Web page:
There's an interesting argument I often hear in relation to the potential unionist bloc north of the border (theoretical citizens who don't identify with the Irish state/nation) attaining a vote and GR alluded to it above. Those who are entitled to Irish citizenship and who claim the legal status of an Irish citizen are to be either considered Irish citizens or they're not and, like any other Irish citizen, would/should be entitled to vote however they wish. Any Irish citizen with an already-existing vote can "hijack" the election in much the same way as the scaremonger will suggest a northern unionist might, be they sympathetic to unionism (and there is a significant enough Protestant minority community in Donegal and around the southern border regions who would variously identify as traditional unionists or as of British or Ulster-Scots heritage anyway), anarchism, communism or whatever. All votes are to be treated with equal seriousness though in the eyes of the law, right?

    Quote Originally Posted by Macy View Post
    President has little impact on what the state is like anyway, but it is important to how we are perceived abroad which can have a positive or negative effect on residents. Would we have got the (imo right) result we got the last time with the extra block? Or would we have McGuinness or even worse the bagman (due to postal votes having already gone)?
    The "right result" is surely the result supported by the democratic majority (or the result achieved by way of whatever democratic electoral system is to be used over the agreed electorate body). If voting had been extended to all Irish citizens resident on the island of Ireland and McGuinness had been elected last time out, that wouldn't make it the "wrong result" just because it wasn't to your fancy. You're only one Irish citizen yourself, after all.

  6. #26
    Capped Player DannyInvincible's Avatar
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    In light of Leo Varadkar's recent comments on extending voting rights to the Irish diaspora, I thought this was an interesting perspective on the possibility of a northern unionist bloc having a say in Irish elections: http://judecollinsjournalist.blogspo...it-to-leo.html

    Leo Varadkar, the south’s Transport Minister, is generally regarded as seriously right-wing. So I’m not sure what he was thinking of when he told journalists that he was in favour of votes for the Irish diaspora. “I like the idea of the President being the President of the Irish people and the Irish nation. We would like to extend voting rights to all Irish citizens”.

    He then added two highly significant points. “I would favour it for people who are only out of the country for a short period of time - maybe say they’re gone a year or two, But I don’t think people who are gone a long time should vote for our parliament.”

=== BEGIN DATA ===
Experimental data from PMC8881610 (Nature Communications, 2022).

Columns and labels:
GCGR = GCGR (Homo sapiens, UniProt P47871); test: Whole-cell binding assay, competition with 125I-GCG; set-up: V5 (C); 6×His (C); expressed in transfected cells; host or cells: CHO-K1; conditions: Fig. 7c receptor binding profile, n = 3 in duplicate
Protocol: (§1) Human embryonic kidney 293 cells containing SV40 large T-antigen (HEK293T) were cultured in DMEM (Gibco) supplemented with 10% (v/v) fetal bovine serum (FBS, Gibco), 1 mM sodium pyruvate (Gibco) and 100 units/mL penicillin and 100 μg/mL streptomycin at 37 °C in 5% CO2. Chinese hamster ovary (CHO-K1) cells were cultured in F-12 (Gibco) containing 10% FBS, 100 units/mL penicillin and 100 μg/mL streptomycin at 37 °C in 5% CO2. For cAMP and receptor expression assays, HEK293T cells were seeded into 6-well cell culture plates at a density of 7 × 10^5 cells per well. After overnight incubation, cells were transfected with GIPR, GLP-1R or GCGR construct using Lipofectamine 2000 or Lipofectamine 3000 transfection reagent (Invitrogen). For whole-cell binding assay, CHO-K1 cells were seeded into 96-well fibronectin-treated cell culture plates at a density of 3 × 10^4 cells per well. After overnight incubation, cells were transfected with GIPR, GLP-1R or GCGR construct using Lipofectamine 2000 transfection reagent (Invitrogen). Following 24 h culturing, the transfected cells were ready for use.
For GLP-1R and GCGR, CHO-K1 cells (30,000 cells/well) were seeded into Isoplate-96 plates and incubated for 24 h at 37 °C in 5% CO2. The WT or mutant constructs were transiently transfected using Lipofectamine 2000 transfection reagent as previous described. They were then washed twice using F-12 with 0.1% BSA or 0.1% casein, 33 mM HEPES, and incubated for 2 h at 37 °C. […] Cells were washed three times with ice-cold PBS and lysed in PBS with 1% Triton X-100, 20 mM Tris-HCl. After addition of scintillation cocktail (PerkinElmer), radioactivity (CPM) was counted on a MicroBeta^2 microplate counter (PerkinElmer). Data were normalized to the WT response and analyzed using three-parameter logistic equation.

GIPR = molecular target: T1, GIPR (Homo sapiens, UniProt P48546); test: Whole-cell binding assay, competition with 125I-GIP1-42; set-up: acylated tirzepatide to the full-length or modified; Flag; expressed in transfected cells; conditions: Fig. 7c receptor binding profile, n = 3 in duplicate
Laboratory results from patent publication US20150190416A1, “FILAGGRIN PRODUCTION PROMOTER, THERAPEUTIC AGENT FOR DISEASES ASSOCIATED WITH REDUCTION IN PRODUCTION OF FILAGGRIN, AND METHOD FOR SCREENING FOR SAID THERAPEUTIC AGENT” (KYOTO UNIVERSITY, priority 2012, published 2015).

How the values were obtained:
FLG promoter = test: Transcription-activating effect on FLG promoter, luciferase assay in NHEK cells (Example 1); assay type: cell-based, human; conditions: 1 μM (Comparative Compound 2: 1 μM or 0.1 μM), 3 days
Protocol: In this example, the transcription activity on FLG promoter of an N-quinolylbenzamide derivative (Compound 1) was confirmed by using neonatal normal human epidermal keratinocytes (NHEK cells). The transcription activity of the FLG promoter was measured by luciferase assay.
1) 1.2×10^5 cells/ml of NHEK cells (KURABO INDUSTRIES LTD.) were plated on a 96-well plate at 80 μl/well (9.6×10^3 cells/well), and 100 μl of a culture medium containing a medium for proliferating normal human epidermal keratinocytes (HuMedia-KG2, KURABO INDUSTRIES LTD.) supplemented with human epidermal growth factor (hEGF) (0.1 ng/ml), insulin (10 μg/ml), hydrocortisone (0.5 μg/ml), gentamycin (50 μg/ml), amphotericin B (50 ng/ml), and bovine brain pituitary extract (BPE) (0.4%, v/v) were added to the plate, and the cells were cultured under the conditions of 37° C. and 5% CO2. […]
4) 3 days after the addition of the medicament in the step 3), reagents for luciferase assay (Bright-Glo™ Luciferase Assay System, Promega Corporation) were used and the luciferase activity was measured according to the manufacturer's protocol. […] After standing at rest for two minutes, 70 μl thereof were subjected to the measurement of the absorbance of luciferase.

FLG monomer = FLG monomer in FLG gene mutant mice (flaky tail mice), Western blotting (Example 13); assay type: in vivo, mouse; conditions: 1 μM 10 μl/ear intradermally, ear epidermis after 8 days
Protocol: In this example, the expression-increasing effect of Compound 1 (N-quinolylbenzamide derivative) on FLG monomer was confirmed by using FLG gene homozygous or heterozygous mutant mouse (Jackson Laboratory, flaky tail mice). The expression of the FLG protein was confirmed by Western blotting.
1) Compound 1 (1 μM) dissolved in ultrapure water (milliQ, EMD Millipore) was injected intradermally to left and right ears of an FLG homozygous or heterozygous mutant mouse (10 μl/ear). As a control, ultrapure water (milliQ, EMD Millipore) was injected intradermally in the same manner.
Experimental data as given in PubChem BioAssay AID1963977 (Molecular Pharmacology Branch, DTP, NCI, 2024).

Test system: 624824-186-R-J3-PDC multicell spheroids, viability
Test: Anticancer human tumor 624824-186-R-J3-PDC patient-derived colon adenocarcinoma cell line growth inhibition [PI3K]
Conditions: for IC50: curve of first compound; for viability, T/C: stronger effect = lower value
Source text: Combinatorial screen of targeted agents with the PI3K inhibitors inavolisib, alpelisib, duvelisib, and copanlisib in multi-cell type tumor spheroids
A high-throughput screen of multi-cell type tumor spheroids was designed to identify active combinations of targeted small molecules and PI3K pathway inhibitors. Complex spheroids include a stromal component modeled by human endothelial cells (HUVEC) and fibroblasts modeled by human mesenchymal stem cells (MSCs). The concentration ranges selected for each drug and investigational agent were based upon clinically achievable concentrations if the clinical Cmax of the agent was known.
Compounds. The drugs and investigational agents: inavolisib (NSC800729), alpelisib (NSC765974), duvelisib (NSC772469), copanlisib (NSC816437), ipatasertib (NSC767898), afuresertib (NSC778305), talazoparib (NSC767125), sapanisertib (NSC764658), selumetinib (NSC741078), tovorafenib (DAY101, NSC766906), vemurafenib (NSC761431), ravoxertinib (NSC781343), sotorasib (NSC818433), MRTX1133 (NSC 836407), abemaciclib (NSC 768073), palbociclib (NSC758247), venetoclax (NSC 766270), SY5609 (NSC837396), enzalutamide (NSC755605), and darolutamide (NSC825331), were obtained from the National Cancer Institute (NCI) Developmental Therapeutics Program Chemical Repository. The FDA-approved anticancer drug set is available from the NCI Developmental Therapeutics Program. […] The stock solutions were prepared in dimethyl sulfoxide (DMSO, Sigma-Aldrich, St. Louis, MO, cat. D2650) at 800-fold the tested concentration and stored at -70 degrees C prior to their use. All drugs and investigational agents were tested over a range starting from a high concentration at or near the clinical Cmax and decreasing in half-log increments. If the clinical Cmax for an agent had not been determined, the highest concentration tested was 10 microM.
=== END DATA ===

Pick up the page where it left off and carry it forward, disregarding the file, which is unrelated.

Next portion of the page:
...

    Then there’s the unionist factor (which Leo diplomatically doesn’t mention either). Had people in the north been allowed to vote for who should be President of Ireland, would they have abstained with disdain? Or would they have voted to make sure that McGuinness didn’t get the job? Alternatively, would they have voted so he did get the job, since it’s generally acknowledged that McGuinness is one of the most popular politicians in the north, and not just among republicans.

    And finally, supposing Leo’s dream became reality and “all Irish citizens” had a vote for Dail Eireann. Would that swell or diminish the ranks of Sinn Féin in the Dail? I think you know the answer to that one. But even more intriguing is, what would unionists do? At first glance, you might think they’d declare they didn’t vote in foreign elections and ignore the whole thing. Maybe better take a second glance. The kind of government south of the border has always been important for the north, whether it’s tourism or ‘terrorism’ that’s at issue. There’d be several good reasons why unionists should cast a vote that would make the complexion of the Dail closer to their taste. On the other hand, that would mean unionists when they voted for the Dail were part of an all-Ireland electorate. Which would leave one big question: whither Stormont?
    Of course, I presume they'd first have to acknowledge a conferral of Irish citizenship in order to be eligible to vote in Irish elections, but, rather than "hi-jacking" such elections or making a mockery of them, would potential unionist voters see it as advantageous to take a serious or strategic interest in them were the right to vote to be extended to Irish citizens born north of the border?

  7. #27
    Coach BonnieShels's Avatar